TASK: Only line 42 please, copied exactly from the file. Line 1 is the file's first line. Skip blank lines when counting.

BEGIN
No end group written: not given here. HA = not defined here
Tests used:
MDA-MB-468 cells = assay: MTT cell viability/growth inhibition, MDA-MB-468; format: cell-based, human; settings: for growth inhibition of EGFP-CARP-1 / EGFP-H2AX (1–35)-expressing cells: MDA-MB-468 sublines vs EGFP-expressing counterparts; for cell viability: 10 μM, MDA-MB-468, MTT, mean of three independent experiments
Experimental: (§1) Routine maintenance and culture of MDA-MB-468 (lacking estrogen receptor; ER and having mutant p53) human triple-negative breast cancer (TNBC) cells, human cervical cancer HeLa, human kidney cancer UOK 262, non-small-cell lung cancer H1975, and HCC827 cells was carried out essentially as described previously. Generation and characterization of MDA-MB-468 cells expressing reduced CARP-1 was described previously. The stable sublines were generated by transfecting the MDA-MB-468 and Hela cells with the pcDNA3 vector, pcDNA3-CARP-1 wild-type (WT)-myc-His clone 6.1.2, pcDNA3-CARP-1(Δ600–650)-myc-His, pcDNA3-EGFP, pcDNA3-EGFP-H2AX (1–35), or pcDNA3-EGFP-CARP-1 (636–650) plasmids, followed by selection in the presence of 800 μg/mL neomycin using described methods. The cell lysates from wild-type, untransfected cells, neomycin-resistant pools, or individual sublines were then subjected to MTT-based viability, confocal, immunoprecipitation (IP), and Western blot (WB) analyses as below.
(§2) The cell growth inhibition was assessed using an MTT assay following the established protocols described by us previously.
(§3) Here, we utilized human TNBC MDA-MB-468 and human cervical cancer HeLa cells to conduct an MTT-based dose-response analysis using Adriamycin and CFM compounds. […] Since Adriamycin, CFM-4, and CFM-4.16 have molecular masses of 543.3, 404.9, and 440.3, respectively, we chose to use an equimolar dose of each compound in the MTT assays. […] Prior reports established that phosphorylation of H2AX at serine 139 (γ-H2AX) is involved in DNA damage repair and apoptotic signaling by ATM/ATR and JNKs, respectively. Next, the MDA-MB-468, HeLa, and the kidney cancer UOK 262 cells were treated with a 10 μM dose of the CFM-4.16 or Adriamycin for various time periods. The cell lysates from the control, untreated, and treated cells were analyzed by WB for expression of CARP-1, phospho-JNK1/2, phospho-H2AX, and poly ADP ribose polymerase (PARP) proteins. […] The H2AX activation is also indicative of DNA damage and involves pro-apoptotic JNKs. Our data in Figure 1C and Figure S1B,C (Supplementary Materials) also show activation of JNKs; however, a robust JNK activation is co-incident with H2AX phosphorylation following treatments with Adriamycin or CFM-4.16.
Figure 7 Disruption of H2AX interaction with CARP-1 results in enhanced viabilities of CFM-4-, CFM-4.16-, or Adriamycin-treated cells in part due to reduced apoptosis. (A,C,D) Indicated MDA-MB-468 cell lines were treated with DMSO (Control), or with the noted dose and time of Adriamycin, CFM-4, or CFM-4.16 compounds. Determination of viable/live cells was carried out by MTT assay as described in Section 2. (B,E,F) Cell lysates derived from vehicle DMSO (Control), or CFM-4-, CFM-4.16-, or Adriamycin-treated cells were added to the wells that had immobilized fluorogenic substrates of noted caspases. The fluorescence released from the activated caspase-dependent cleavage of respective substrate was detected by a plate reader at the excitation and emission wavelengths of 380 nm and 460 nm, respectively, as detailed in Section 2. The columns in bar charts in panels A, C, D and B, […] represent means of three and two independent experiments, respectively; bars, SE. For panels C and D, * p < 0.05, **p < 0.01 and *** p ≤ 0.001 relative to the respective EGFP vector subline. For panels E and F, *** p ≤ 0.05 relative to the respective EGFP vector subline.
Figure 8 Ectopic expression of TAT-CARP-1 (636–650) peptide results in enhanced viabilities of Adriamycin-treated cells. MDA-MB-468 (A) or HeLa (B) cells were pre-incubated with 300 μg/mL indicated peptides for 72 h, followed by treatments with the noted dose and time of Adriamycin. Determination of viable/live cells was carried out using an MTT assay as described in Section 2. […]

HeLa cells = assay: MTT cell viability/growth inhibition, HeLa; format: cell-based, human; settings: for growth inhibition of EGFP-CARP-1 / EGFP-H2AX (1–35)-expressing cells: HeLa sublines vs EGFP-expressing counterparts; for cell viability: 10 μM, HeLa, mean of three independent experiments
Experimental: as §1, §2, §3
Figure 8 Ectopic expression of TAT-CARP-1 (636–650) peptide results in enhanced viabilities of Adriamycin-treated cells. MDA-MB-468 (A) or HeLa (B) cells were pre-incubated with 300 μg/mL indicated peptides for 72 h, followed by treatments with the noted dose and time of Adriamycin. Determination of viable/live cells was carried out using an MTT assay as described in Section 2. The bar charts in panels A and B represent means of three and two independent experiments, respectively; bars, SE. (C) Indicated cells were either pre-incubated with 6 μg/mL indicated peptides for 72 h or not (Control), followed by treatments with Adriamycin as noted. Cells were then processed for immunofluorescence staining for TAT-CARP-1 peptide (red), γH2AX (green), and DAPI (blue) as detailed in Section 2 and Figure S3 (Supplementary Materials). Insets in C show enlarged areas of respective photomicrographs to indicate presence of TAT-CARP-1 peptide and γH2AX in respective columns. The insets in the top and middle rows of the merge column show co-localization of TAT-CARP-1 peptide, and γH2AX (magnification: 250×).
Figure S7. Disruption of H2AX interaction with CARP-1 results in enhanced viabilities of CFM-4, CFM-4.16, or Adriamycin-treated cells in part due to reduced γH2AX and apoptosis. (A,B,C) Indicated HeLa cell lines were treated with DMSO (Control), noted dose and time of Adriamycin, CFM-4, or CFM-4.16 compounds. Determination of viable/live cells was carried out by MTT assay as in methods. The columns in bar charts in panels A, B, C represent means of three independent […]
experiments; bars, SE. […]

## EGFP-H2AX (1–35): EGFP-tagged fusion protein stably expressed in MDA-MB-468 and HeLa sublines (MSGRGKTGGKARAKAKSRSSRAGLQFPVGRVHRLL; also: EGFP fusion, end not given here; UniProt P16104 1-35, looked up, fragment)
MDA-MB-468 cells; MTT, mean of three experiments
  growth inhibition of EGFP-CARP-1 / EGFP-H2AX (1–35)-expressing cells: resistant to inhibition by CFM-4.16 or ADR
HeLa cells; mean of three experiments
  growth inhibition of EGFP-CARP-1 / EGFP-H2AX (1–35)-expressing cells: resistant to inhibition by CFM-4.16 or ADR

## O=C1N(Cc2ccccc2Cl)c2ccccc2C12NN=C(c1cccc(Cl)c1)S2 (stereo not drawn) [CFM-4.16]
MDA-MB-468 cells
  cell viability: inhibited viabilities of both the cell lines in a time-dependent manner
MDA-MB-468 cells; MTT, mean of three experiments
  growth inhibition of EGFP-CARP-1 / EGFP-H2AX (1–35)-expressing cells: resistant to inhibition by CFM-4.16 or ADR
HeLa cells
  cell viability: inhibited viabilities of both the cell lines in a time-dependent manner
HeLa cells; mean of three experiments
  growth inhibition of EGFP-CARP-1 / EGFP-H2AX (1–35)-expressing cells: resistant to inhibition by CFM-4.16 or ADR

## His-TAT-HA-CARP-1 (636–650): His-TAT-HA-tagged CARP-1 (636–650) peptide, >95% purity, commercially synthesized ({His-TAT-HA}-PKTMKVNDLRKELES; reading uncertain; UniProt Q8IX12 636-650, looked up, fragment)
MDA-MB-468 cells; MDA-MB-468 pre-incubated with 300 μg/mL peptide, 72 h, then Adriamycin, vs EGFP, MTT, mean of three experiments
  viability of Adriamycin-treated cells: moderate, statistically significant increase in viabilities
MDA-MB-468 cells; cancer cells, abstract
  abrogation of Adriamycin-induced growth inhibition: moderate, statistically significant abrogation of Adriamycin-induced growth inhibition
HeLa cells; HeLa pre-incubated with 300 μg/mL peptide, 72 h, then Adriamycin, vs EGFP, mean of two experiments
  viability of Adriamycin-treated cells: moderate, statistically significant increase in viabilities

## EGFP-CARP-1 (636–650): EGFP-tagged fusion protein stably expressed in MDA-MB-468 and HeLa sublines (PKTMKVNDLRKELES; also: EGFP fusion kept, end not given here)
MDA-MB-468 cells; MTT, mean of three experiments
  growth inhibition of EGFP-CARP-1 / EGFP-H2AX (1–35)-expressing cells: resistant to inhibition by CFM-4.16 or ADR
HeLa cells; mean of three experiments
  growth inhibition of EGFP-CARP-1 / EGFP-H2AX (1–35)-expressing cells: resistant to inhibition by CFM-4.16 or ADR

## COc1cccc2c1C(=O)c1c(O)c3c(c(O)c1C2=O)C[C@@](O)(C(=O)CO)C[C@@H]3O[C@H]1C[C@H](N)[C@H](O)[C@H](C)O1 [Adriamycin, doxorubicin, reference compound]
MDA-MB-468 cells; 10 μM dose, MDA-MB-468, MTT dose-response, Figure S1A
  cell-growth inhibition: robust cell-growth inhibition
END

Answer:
  cell-growth inhibition: robust cell-growth inhibition